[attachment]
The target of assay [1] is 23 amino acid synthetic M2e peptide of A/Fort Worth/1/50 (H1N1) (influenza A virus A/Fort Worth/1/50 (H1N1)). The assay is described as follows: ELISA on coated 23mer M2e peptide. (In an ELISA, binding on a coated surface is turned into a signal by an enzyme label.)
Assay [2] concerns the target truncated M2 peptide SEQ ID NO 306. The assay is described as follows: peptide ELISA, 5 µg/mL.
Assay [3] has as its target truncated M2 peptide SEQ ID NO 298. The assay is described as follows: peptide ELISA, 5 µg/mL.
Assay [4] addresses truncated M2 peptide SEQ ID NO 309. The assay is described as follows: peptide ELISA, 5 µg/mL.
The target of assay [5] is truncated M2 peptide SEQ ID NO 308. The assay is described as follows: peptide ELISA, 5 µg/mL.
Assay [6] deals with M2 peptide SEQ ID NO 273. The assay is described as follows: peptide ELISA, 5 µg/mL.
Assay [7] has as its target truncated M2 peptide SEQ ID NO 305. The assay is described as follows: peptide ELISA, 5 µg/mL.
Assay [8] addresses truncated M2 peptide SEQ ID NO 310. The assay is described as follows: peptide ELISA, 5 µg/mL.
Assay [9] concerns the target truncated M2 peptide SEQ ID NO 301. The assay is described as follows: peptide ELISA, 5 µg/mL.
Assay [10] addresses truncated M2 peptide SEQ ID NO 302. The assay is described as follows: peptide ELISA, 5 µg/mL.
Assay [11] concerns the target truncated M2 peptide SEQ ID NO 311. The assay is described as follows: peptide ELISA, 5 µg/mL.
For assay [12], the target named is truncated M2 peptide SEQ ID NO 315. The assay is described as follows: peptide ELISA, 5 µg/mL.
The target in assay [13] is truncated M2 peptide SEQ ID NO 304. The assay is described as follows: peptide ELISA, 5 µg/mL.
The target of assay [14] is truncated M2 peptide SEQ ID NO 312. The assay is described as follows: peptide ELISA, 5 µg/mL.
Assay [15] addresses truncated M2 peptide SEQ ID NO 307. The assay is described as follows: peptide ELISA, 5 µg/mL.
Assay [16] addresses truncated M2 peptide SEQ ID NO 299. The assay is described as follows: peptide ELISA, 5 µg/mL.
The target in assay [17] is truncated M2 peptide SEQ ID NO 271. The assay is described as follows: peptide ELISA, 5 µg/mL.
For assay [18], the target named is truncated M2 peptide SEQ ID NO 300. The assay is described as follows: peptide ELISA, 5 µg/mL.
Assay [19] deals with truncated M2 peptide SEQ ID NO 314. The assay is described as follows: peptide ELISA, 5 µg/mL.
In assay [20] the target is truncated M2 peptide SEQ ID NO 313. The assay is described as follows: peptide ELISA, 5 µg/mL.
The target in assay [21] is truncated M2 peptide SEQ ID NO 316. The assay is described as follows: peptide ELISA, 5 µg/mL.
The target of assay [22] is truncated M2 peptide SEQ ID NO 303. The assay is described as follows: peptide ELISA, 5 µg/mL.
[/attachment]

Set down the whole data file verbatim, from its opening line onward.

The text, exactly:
The target of assay [1] is 23 amino acid synthetic M2e peptide of A/Fort Worth/1/50 (H1N1) (influenza A virus A/Fort Worth/1/50 (H1N1)). The assay is described as follows: ELISA on coated 23mer M2e peptide. (In an ELISA, binding on a coated surface is turned into a signal by an enzyme label.)
Assay [2] concerns the target truncated M2 peptide SEQ ID NO 306. The assay is described as follows: peptide ELISA, 5 µg/mL.
Assay [3] has as its target truncated M2 peptide SEQ ID NO 298. The assay is described as follows: peptide ELISA, 5 µg/mL.
Assay [4] addresses truncated M2 peptide SEQ ID NO 309. The assay is described as follows: peptide ELISA, 5 µg/mL.
The target of assay [5] is truncated M2 peptide SEQ ID NO 308. The assay is described as follows: peptide ELISA, 5 µg/mL.
Assay [6] deals with M2 peptide SEQ ID NO 273. The assay is described as follows: peptide ELISA, 5 µg/mL.
Assay [7] has as its target truncated M2 peptide SEQ ID NO 305. The assay is described as follows: peptide ELISA, 5 µg/mL.
Assay [8] addresses truncated M2 peptide SEQ ID NO 310. The assay is described as follows: peptide ELISA, 5 µg/mL.
Assay [9] concerns the target truncated M2 peptide SEQ ID NO 301. The assay is described as follows: peptide ELISA, 5 µg/mL.
Assay [10] addresses truncated M2 peptide SEQ ID NO 302. The assay is described as follows: peptide ELISA, 5 µg/mL.
Assay [11] concerns the target truncated M2 peptide SEQ ID NO 311. The assay is described as follows: peptide ELISA, 5 µg/mL.
For assay [12], the target named is truncated M2 peptide SEQ ID NO 315. The assay is described as follows: peptide ELISA, 5 µg/mL.
The target in assay [13] is truncated M2 peptide SEQ ID NO 304. The assay is described as follows: peptide ELISA, 5 µg/mL.
The target of assay [14] is truncated M2 peptide SEQ ID NO 312. The assay is described as follows: peptide ELISA, 5 µg/mL.
Assay [15] addresses truncated M2 peptide SEQ ID NO 307. The assay is described as follows: peptide ELISA, 5 µg/mL.
Assay [16] addresses truncated M2 peptide SEQ ID NO 299. The assay is described as follows: peptide ELISA, 5 µg/mL.
The target in assay [17] is truncated M2 peptide SEQ ID NO 271. The assay is described as follows: peptide ELISA, 5 µg/mL.
For assay [18], the target named is truncated M2 peptide SEQ ID NO 300. The assay is described as follows: peptide ELISA, 5 µg/mL.
Assay [19] deals with truncated M2 peptide SEQ ID NO 314. The assay is described as follows: peptide ELISA, 5 µg/mL.
In assay [20] the target is truncated M2 peptide SEQ ID NO 313. The assay is described as follows: peptide ELISA, 5 µg/mL.
The target in assay [21] is truncated M2 peptide SEQ ID NO 316. The assay is described as follows: peptide ELISA, 5 µg/mL.
The target of assay [22] is truncated M2 peptide SEQ ID NO 303. The assay is described as follows: peptide ELISA, 5 µg/mL.